by Mitchell Brown, Reporter
The hybrid sounds that gave birth to rock n’ roll are now being channeled through the voice of Molly Gene Dyer, better known by the stage name Molly Gene, “the One Whoaman Band.” When she takes the stage, the sight and sound is not typical of downtown Warrensburg. She takes to the stage seated, yet ready to rock, hands on her guitar, her legs wrapped in fishnet stockings, cowboy boots on her feet, foot pounding onto a special foot drum, all the while belting out vocals, like the illegitimate granddaughter of Howlin’ Wolf and Janis Joplin. Her music is not typical for a Saturday night on Pine Street or of the Billboard pop charts. It’s known as “Delta Thrash,” a raucous sound that combines the twang and soul of Delta Blues with the amplified power, body and sweat of Led Zeppelin’s Jimmy Page.
“One of my friends actually came up with that term, ‘Delta Thrash,’ and I was like ‘it’s perfect,’” Gene said.
A love of music started early for Molly Gene. Some of her earliest memories were of her grandmother playing Jerry Lee Lewis-esque piano. “I think I kind of take after her,” she said.
Molly Gene’s introduction to the blues happened via a cousin who played her the music of Memphis Minnie. Gene then got her hands on a Univox guitar, and one instrument led to another. While attending college in the Florida Keys in 2006, an online search turned up a foot drum. The foot drum would later come in handy when Gene moved back to mid-Missouri.
“I didn’t really know anybody, but I had all these instruments,” she said. And the One Whoaman Band experience was born.
Molly Gene wasn’t content to just play Missouri, as she soon embraced the calling of the road, touring from coast to coast. The self-described country girl ventured to places like Los Angeles and San Francisco. Although she has played major cities, Gene admits there are elements of big city scenes she’s not exactly thrilled with, namely the occasional rude club owner.
“Their first question is how many people can you bring,” she said. “I’m like, dude, I’m driving from Missouri to California. I don’t know how many people I can bring.”
“I don’t have any experience living in a city,” Gene said. “If I could just hang out in the country, that would be cool, too, but I like going and seeing places.”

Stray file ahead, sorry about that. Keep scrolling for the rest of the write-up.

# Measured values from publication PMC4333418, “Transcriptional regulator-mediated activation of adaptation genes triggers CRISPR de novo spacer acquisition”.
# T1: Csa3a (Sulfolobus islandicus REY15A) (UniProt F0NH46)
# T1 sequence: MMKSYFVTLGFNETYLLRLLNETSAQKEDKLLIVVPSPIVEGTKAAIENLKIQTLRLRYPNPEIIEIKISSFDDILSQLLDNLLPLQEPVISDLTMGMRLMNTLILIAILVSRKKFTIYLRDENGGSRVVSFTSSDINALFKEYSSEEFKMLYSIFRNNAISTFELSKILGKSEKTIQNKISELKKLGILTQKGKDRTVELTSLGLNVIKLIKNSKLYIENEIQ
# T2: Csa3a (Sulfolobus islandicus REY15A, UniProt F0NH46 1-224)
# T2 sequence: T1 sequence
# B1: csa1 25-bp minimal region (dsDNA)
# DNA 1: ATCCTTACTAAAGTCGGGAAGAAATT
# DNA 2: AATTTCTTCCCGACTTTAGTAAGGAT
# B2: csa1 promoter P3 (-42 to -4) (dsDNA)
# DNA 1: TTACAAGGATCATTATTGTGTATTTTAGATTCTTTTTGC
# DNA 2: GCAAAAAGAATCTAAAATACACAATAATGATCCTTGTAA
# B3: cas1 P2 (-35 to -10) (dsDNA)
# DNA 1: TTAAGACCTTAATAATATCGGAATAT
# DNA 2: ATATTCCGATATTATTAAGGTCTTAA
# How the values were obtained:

The desire to “make the rock all over the world” led to the 27-year-old traveling troubadour touring Europe, now with multiple European excursions under her belt, the most recent having been a tour of France, Spain and Italy throughout April.
The European connection came about when a promoter in Switzerland contacted her with the offer to play the “Blues Rules” festival. A domino effect ensued after, with one European festival leading to more dates on the continent.
Her recent stateside travels have included hitting the East Coast to record. Late last year, Molly Gene went to New York to record with Peppy Castro, a musician and producer who started in the psychedelic sixties, whose credentials include playing in the band Blues Magoos, touring with the Who in 1967 and working with KISS, Dianna Ross, Joan Jett and Cher. He stumbled upon Molly Gene’s music online and was magnetically drawn to her.
“I saw a diamond in the rough,” Castro said.
He believes Molly Gene is just as unique as Jimi Hendrix and Bob Dylan. “I think her charm is in how self-contained she is,” Castro said. Gene had some reservations about recording with the music industry vet.
“She was concerned I was going to gentrify her sound,” Castro said. Castro explained his aim was not to take away from the rawness of her sound, but to add to her musical arsenal. The two weeks spent recording with Castro resulted in Molly Gene’s latest album, “Delta Thrash,” which released in March.
Although Gene has taken her show on the road and over the sea, she still shows love to her hometown fans. You can still find Gene playing the Bay, Warrensburg’s anomalous live music venue. Bradley Schulte, Warrensburg resident and bartender at the Bay, is a long-time fan who is quick to talk about the impact of her music.
“I personally have seen her from the very beginning. I bartended at her first two shows she ever performed,” Schulte said. He described her music as inspirational. “It hits your soul,” he said.
Schulte recalled a night at the Bay in which a group of patrons who had never seen Gene perform decided to check out the show.
“I said you’re going to like this show,” Schulte said. “They got there, and they were like this makes me want get out of my chair and dance.”
But life on the road has not been all song and dance and fun and games for Molly Gene. She’s encountered her share of hardships. The rigors of the road were taking a toll.
“The thing that sucks the most is being gone all the time, and I miss my family, and my cats, and you know, running water, the simple things in life,” Gene said.
Last year, she had an in-air epiphany that led to some life changes.
“I was having a really hard time with my business,” she said. “I was having a hard time with my relationship, and life was kind of sucking, and I was on an airplane, flying down (to Florida) to see my ex, my boyfriend at the time, and I was like just crying because I was so upset,” she said.
She noticed the passenger in the next seat over was reading a book with the words “the Artist’s Way” on the cover.
The discovery of a self-help book for the creative led to Gene writing and signing a contract with herself, ending a toxic relationship, starting positive ones and making more time for her craft.
“I was having a nervous breakdown when I found this book,” she recalled. Gene said she now feels on an upswing. She hopes for a future day in which she is able to make a living with her music and maybe not tour as much. “You gotta rest,” she said.